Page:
Europe’s Oldest Intact Book Is Discovered Inside the Coffin of a Saint

St. Cuthbert Gospel Europe's Oldest Bound Book

Europe's oldest intact book has been discovered after being closed inside a hermit monk's coffin for over 400 years. It will go on display at the British Library as part of an exhibition featuring prized manuscripts like the Lindisfarne Gospels and Beowulf. The show is a once in a lifetime opportunity to see how medieval Anglo-Saxons depicted their own culture through early writings.

Among the precious materials is the Stonyhurst Gospel, a small book that holds a lot of history. Also known as the St. Cuthbert Gospel, this Latin copy of the Gospel of John was discovered inside the coffin of St. Cuthbert, a hermit monk who died in  687 CE. It's said that his body was found incorrupt decades after his death and this led to a cult that placed sacrifices around his remains.

Sometime after 698 CE, a small red book made its way into St. Cuthbert's tomb along with other offerings. The book, a rare surviving medieval manuscript, was removed from his coffin in 1104 CE and transferred to Durham Cathedral, where it was kept as a separate relic. In 2012, The British Library acquired the 1,300-year-old text, which still retained its original binding and pages.

The book's binding is covered in a deep crimson stained goatskin, which was stuck to boards while still damp. “The decoration of the boards was enriched by tooling and coloring lines on the surface, with the tip of a fine folder or a stylus,” describes The British Library, which has also digitized the book. “The left board is decorated with a rectangular frame with interlace patterns in the upper and lower fields and a larger central field containing a chalice from which stems project, terminating in a leaf or bud and four fruits. This raised motif was apparently made using a matrix, with a clay-like substance beneath the leather.”

St. Cuthbert Gospel Europe's Oldest Bound Book

By the 6th century AD, wax tablets and scrolls were replaced by codices in Europe. A codex refers to a handwritten manuscript where sheets of papyrus or vellum were bound between hard covers. The typology was created by the Romans in the 1st century, but didn't become widespread for a few hundred years. As one can imagine, the fragile nature of these bound books makes their survival unlikely, making the St. Cuthbert Gospel all the more precious.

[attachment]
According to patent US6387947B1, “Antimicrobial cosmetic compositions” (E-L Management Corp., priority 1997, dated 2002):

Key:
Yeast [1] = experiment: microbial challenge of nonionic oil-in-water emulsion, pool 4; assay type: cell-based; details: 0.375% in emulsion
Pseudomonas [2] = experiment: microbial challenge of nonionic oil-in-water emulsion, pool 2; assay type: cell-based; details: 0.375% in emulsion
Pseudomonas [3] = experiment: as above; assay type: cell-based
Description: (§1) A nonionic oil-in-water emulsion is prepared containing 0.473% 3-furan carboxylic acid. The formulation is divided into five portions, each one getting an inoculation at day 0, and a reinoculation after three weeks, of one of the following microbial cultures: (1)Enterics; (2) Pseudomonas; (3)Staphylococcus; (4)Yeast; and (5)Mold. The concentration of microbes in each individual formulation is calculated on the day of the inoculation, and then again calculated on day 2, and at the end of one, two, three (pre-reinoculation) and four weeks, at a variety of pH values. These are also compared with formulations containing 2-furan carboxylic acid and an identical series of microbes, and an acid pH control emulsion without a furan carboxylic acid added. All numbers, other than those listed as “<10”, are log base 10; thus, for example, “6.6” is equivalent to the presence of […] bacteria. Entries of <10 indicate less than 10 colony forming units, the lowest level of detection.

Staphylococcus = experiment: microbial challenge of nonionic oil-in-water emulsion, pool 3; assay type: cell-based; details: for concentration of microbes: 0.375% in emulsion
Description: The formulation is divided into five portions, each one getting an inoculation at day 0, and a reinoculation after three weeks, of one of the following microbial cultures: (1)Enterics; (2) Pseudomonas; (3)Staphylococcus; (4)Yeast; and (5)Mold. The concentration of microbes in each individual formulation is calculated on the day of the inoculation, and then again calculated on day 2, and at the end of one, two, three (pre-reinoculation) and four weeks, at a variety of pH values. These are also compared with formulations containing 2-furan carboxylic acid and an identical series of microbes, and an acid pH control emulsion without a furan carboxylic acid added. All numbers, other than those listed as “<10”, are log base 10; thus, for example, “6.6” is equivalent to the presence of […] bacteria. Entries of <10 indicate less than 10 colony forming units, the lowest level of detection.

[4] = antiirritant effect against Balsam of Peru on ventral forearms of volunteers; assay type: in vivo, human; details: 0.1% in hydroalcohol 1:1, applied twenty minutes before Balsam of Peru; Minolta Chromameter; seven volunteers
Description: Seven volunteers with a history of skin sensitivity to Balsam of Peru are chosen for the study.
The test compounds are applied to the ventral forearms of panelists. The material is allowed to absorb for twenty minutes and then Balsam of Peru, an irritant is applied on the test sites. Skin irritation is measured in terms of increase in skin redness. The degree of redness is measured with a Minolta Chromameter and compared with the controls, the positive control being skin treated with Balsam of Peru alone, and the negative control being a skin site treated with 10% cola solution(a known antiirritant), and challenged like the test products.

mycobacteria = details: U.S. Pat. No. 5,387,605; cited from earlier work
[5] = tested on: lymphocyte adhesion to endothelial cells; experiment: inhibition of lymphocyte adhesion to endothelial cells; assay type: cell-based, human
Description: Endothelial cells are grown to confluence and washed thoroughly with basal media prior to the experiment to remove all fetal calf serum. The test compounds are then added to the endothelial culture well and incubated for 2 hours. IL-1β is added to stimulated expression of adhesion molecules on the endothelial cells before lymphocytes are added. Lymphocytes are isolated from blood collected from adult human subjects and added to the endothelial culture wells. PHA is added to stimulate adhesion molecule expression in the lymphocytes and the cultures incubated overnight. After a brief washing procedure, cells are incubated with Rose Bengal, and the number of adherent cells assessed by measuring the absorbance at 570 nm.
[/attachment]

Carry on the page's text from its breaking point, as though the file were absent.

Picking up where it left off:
The St. Cuthbert Gospel, along with many other treasures, is on view at the British Library as part of Anglo-Saxon Kingdoms: Art, Word, War from October 19, 2018 to February 19, 2019.

The British Library: Website | Facebook | Instagram | Twitter | YouTube
h/t: [Open Culture]

All images via The British Library.

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Jessica Stewart

Jessica Stewart is a Staff Editor and Digital Media Specialist for My Modern Met, as well as a curator and art historian. Since 2020, she is also one of the co-hosts of the My Modern Met Top Artist Podcast. She earned her MA in Renaissance Studies from University College London and now lives in Rome, Italy. She cultivated expertise in street art which led to the purchase of her photographic archive by the Treccani Italian Encyclopedia in 2014. When she’s not spending time with her three dogs, she also manages the studio of a successful street artist. In 2013, she authored the book 'Street Art Stories Roma' and most recently contributed to 'Crossroads: A Glimpse Into the Life of Alice Pasquini'. You can follow her adventures online at @romephotoblog.
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